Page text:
Okunoin cemetery in Koyasan
(SOURCE: website of “Okunoin Cemetery Day Tour” which we did not take)
I omitted to mention that there are no keys to the doors of the room but there is an inside lock. At 7:30 am there was a commotion in the hall as breakfast was served. This was a six or seven course meal including tea and soup. If you don’t lock the doors the boys come charging back in later, calling out their greeting as they cleared up the breakfast things. A few minutes later I had gone back to bed, they came in with clean pyjamas, and clean towels and to make the bed. They saw that I was not interested in getting up so they crept out. Wherever we stayed there were pyjamas and/or a yakuta which you can sleep in. These are changed every day.
In the monastery there is a very strict rule about no shoes, except in the loo. We had our own en suite but there were two toilets in the hallway and shoes marked w.c. were to be worn in them.
Don was up earlier than 7 am and had managed to find a spot which had no Buddhist markings to daven. He said that he had heard the sound of ommmmm coming from the temple at the top of the hill in the monastery grounds. We had been told that if we wanted to join in the fire ceremony at 6.30 am or the meditation at 7 am we would be welcome. It was emphasised that this was a religious ritual and not a tourist attraction. We declined the offer with the excuse it was too early for us.
We spent the morning doing nothing but reading and I managed another short nap. We had been given a flask of hot water so we were able to have a pot noodle for lunch. This time we made kiddish and motze on our motzah before our delicious pot noodle.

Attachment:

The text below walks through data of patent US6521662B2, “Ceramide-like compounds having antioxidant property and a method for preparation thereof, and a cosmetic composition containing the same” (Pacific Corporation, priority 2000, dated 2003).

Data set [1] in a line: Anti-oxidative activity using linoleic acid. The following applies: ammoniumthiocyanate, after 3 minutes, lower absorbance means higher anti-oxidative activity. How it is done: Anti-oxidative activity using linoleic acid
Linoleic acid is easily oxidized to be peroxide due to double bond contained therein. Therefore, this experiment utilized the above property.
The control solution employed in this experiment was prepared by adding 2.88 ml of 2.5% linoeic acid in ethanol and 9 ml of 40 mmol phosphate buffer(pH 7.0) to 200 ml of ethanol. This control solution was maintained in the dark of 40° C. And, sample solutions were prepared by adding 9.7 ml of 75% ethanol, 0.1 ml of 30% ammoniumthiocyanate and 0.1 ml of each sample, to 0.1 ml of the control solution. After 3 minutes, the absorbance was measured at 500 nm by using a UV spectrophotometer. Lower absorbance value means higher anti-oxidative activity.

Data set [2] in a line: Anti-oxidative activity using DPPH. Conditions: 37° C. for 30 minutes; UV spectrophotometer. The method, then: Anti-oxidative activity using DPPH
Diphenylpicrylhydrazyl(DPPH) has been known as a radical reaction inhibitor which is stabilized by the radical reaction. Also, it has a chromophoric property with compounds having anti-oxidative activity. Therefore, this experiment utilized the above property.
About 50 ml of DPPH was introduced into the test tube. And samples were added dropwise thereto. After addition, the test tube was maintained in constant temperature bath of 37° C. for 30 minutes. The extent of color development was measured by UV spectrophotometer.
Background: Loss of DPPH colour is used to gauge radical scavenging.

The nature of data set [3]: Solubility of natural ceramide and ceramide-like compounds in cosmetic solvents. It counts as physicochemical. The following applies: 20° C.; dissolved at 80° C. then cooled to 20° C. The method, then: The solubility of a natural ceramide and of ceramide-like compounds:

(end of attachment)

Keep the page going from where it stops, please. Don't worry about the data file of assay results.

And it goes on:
After yet another long sleep we decided to go for a walk. The one feature of the village was the walk through the cemetery. We walked along the dark path of the Okunoin cemetery with the view of reaching the mausoleum. The cemetery is very interesting. There are stone lanterns all along the path. These have been donated by worshipers. Their names are engraved on them or painted on them. Bearing in mind that many of these are very old, rather out of place was a modern stone with the word “Panasonic” in English and Japanese - Don’s comment was that he was under the impression that this company was still very much alive! Members of this Buddhist sect from around the country consider this the ideal burial site because it is considered closest to heaven at the time for paradise.
We also saw hundreds, if not thousands of small statues of Buddha. Many have knitted caps and/or bibs. This is because they have been placed on the statues by parents to protect the children in the afterlife. They are red as red is perceived as a protective colour. After walking for about 20 minutes we didn’t think we had reached the mausoleum and so we turned back.
Although we didn’t walk anywhere near our 10,000 steps at least we got some fresh air.
At 5.30 pm we had a repeat performance of dinner and after we had taken out Shabbat it was time for bed. We had a long day ahead of us.
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